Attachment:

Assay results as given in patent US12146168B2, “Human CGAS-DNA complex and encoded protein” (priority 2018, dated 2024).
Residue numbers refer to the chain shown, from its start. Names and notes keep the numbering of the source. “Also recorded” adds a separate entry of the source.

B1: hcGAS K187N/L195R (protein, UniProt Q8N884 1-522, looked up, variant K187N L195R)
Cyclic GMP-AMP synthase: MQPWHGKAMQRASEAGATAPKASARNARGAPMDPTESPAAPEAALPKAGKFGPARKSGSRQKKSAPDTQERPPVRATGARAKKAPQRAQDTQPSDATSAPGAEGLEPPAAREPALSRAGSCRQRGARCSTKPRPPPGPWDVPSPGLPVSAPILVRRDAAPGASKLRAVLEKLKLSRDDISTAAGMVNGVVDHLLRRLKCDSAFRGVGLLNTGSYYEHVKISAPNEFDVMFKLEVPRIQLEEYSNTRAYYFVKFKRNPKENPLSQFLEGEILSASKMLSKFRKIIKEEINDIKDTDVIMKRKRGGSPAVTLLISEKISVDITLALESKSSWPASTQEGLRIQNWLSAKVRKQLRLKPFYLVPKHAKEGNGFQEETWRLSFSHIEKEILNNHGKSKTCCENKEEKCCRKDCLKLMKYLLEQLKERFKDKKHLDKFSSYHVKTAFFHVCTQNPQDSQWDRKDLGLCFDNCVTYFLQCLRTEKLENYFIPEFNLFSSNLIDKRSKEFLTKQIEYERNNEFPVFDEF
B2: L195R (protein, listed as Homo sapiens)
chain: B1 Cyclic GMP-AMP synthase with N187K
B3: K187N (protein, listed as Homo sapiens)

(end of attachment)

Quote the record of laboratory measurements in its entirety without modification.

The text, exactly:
Assay results as given in patent US12146168B2, “Human CGAS-DNA complex and encoded protein” (priority 2018, dated 2024).
Residue numbers refer to the chain shown, from its start. Names and notes keep the numbering of the source. “Also recorded” adds a separate entry of the source.

B1: hcGAS K187N/L195R (protein, UniProt Q8N884 1-522, looked up, variant K187N L195R)
Cyclic GMP-AMP synthase: MQPWHGKAMQRASEAGATAPKASARNARGAPMDPTESPAAPEAALPKAGKFGPARKSGSRQKKSAPDTQERPPVRATGARAKKAPQRAQDTQPSDATSAPGAEGLEPPAAREPALSRAGSCRQRGARCSTKPRPPPGPWDVPSPGLPVSAPILVRRDAAPGASKLRAVLEKLKLSRDDISTAAGMVNGVVDHLLRRLKCDSAFRGVGLLNTGSYYEHVKISAPNEFDVMFKLEVPRIQLEEYSNTRAYYFVKFKRNPKENPLSQFLEGEILSASKMLSKFRKIIKEEINDIKDTDVIMKRKRGGSPAVTLLISEKISVDITLALESKSSWPASTQEGLRIQNWLSAKVRKQLRLKPFYLVPKHAKEGNGFQEETWRLSFSHIEKEILNNHGKSKTCCENKEEKCCRKDCLKLMKYLLEQLKERFKDKKHLDKFSSYHVKTAFFHVCTQNPQDSQWDRKDLGLCFDNCVTYFLQCLRTEKLENYFIPEFNLFSSNLIDKRSKEFLTKQIEYERNNEFPVFDEF
B2: L195R (protein, listed as Homo sapiens)
chain: B1 Cyclic GMP-AMP synthase with N187K
B3: K187N (protein, listed as Homo sapiens)